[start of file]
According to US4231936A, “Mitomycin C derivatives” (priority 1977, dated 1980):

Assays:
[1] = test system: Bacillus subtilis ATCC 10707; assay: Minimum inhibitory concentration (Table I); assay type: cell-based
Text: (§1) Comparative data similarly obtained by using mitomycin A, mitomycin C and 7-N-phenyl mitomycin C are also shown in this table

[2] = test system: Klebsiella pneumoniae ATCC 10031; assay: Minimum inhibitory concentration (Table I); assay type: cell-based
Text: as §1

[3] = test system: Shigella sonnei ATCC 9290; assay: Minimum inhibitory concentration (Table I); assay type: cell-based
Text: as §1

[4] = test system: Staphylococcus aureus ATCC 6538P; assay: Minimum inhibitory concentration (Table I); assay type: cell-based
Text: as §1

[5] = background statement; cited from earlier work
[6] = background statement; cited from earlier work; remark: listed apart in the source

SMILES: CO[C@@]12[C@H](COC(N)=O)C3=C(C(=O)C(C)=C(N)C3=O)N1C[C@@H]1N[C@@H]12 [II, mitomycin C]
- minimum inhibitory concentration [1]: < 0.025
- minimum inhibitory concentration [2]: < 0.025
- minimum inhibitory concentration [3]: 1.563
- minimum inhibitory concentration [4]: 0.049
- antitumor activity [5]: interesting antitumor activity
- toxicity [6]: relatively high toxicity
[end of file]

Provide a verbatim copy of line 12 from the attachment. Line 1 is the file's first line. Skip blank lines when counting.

[6] = background statement; cited from earlier work; remark: listed apart in the source